- Make DOTs a center for statewide planning. In many ways, DOTs already serve as the de facto center of statewide transportation planning. Some have taken brief forays into conducting land use planning (from 2003 to 2007, for example, NJDOT was actually the largest source of integrated land use planning in the state of New Jersey). This planning capacity and expertise positions the DOTs to serve as centers of excellence to help government at all levels solve a wide spectrum of problems. Collaborating with other agencies such as Health Departments and Environmental Protection, DOTs can become a source of expert knowledge for legislators, towns, stakeholders, and others; a center for research and innovation in technology; and a model of a continuously improving, performance management oriented organization.
- Share real decision making responsibilities with communities. The ultimate customer of transportation investments and service delivery is the community itself. More direct engagement of customers in the process would democratize transportation decisions to advance a host of community goals like those addressed above. In turn, there is evidence from around the US that sharing of decision-making can yield long-term benefits to the transportation agency itself. When several state DOTs—Maine, New Hampshire, New Jersey and Pennsylvania for instance—undertook planning and corridor studies that engaged stakeholders in collaborative dialogue, communities rallied around their agencies and pressed their elected officials for more funding. Project delays were reduced and the costs of paying consultants to find out how to best serve communities was reduced, because the communities provided that input directly and more clearly.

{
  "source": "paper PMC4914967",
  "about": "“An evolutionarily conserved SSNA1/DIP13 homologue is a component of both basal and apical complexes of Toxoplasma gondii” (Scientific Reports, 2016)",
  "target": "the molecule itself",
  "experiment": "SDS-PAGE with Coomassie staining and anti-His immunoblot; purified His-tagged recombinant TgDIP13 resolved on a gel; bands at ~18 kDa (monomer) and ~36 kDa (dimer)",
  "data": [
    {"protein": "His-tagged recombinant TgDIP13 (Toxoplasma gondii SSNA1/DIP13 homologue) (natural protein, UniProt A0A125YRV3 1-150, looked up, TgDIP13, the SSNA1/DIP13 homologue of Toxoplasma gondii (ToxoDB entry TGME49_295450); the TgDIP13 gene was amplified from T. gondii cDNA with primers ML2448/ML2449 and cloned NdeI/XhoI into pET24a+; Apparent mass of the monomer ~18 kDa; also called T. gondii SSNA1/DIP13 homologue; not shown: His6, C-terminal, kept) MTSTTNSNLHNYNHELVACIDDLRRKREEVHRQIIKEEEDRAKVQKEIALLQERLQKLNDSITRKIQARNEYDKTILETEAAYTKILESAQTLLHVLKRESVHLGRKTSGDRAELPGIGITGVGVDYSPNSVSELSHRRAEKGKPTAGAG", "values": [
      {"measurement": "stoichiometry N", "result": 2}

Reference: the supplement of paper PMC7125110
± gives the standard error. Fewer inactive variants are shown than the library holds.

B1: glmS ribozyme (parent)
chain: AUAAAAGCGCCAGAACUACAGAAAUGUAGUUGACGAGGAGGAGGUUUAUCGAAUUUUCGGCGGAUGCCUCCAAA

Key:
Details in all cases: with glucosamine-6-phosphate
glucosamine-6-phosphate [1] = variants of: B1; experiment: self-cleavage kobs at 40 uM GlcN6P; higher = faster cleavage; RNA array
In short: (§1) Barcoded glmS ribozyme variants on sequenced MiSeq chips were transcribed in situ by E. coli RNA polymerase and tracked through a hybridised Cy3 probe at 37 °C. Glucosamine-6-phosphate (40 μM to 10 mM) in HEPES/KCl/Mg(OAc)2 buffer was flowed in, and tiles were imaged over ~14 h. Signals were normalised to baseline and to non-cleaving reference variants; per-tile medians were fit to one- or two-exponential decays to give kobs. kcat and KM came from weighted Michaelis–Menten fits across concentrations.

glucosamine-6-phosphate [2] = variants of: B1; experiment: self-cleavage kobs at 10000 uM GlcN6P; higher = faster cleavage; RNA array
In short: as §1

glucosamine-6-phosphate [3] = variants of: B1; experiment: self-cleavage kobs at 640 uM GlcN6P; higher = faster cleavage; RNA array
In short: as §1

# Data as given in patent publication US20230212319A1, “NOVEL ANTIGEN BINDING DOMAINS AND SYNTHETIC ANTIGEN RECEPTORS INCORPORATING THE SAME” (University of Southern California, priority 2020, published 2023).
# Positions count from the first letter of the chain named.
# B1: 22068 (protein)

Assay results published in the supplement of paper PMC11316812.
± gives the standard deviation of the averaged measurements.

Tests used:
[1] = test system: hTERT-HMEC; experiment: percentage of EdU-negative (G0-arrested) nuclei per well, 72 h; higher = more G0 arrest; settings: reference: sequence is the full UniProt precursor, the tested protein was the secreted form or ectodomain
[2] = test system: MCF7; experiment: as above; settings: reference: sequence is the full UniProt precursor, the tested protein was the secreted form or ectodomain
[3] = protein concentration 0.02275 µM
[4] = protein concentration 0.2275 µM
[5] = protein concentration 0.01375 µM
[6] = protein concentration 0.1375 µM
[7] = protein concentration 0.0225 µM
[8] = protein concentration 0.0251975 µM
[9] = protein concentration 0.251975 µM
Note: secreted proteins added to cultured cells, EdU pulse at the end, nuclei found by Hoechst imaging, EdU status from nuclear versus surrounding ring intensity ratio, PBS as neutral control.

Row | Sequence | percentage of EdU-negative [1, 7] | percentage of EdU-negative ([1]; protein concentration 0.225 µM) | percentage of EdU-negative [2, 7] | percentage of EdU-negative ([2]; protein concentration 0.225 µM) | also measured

- Make placemaking central to transportation decisions. The predominant approach to transportation planning and design is project-focused rather than place-led, and it continues to follow the model that was created to build the Interstate Highways. Community, environmental and social needs are still too often considered secondary. We need to make fundamental changes, and to revisit the historic role of transportation planning as a critical tool in supporting vibrant communities and the quality of life of their residents. This means that state DOTs must begin working with communities to create a Place vision, which should always be the first step in planning and designing transportation investments. This kind of approach is known as Place Governance, and it can help every citizen, developer, and special interest group to understand how transportation projects can contribute to the greater good rather than simply benefiting vehicular travel. Mostly importantly, citizens will end up with better communities, not just better roads.